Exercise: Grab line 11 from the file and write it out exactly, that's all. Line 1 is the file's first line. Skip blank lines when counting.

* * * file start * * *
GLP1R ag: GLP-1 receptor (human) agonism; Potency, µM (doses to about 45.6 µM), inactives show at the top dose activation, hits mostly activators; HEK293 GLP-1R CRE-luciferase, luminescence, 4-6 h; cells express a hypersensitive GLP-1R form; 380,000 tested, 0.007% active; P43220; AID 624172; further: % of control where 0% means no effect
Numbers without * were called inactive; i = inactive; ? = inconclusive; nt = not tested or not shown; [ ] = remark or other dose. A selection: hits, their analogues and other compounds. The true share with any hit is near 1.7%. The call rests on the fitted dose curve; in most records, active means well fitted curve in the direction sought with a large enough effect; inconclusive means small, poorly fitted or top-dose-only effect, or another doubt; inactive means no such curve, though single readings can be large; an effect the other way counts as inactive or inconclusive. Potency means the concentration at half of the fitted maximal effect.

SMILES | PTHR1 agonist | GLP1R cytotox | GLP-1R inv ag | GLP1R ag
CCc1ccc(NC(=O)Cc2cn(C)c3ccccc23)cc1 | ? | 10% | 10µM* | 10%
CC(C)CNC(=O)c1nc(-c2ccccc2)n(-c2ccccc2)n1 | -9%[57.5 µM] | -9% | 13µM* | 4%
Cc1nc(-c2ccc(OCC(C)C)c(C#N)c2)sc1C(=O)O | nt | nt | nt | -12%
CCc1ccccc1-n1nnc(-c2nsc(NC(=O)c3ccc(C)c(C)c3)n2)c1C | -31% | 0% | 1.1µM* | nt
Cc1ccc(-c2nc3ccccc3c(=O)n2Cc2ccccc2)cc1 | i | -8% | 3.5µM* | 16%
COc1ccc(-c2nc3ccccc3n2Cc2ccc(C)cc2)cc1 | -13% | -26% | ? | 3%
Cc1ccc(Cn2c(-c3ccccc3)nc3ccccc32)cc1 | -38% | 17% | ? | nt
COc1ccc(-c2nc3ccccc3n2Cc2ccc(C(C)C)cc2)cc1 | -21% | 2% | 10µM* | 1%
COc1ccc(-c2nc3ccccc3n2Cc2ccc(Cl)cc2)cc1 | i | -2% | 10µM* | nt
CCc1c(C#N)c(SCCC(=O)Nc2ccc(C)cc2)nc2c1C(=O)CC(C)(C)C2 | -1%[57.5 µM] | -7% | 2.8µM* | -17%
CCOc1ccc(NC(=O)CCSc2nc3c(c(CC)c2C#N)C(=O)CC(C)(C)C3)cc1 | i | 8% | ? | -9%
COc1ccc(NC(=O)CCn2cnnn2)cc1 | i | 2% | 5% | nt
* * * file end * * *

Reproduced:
COc1ccc(-c2nc3ccccc3n2Cc2ccc(C(C)C)cc2)cc1 | -21% | 2% | 10µM* | 1%